Running by the side of the institute is a passage still bearing the imposing nameplate—”Bethel street,” but it is only the memory of an erstwhile street. In this street was discovered, some 30 years ago, a unique paving slab. On being lifted it was found to be the tombstone of a man who came in the First Fleet.
A RELIC OF EARLY GEORGE STREET.
The gravestone here sketched was found in Bethel street about 30 years ago. It was used as a paving stone and had probably been moved from the first cemetery nearby for that purpose.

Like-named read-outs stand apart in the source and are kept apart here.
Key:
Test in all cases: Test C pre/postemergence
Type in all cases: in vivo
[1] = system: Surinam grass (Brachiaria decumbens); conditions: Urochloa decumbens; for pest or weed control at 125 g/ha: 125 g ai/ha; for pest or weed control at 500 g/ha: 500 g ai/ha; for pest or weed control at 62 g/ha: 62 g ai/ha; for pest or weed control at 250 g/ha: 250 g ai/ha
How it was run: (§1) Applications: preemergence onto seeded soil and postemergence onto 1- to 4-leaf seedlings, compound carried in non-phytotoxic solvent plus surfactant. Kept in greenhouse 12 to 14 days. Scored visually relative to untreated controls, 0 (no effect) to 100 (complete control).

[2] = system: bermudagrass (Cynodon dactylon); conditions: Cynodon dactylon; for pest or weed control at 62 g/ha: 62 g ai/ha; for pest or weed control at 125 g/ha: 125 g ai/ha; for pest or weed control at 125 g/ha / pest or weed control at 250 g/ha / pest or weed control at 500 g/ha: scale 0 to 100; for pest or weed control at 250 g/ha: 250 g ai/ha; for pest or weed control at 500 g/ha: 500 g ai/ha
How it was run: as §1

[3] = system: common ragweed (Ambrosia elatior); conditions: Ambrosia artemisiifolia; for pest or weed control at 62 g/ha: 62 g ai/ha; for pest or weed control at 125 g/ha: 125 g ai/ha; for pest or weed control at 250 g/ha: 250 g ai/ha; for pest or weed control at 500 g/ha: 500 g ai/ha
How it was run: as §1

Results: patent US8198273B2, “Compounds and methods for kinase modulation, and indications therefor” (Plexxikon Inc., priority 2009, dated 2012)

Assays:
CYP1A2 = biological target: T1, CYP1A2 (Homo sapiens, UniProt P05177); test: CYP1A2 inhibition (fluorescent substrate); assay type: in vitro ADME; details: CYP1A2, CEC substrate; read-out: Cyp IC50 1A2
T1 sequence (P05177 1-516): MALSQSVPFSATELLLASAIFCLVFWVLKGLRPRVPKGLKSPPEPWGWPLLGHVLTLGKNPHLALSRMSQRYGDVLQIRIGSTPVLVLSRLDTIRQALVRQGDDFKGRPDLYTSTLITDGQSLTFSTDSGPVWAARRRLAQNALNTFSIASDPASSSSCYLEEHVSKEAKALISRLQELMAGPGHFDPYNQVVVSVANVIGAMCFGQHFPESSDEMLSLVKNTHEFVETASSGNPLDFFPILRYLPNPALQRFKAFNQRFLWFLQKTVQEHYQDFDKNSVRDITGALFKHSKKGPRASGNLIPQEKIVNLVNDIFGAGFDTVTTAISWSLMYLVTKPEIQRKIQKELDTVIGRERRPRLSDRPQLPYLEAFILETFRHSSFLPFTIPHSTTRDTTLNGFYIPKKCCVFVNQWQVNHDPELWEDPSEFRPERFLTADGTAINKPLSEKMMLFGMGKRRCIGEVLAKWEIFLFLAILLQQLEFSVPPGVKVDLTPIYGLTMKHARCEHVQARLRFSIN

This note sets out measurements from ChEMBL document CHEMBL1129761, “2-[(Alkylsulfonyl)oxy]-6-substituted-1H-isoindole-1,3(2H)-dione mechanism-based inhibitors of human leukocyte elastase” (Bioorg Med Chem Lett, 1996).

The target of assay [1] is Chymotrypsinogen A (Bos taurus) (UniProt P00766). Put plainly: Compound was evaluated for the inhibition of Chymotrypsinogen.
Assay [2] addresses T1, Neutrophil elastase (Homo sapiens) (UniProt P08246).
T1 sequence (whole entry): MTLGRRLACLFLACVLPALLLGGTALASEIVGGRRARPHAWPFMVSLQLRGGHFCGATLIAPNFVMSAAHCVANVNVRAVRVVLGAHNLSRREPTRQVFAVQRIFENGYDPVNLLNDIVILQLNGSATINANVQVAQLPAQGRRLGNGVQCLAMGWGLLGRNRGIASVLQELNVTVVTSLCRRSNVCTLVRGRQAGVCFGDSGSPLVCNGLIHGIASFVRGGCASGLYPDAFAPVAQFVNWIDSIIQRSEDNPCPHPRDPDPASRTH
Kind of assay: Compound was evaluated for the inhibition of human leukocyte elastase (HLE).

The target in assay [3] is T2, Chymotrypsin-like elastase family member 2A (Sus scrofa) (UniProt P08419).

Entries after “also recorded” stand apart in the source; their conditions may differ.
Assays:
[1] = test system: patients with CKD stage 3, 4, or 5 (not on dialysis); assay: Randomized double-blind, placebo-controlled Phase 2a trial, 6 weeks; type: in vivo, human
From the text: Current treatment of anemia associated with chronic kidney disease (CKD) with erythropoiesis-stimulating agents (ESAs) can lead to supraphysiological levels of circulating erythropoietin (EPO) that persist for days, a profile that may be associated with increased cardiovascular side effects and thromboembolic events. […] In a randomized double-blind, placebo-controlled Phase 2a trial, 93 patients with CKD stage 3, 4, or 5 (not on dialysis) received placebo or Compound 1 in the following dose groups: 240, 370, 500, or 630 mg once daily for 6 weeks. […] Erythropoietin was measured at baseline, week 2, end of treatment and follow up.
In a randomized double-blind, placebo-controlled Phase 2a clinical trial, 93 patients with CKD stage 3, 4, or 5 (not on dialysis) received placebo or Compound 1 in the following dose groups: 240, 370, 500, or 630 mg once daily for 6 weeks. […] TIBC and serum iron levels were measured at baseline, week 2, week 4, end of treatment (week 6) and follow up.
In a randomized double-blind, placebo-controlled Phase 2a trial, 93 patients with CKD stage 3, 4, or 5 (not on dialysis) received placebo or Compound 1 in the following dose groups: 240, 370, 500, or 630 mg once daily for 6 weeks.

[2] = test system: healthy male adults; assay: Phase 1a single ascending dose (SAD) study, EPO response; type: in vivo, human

Hamlet lamented that the dust of kings might serve “to fill a crack to keep the wind away.” Boatsman Graves’ post-carnal usefulness lay in other directions—his headstone served to fill a crack to keep the mud away. We shall pass with quick step to the next building. It was the correct thing when one visited Paris up to a few years ago to visit the Morgue and write a chapter of gruesome details. As the morning cables are supplying this fare in unlimited quantities, we shall pass by the Coroner’s Court, and arrive at a more pleasant subject—the Sailors’ Home.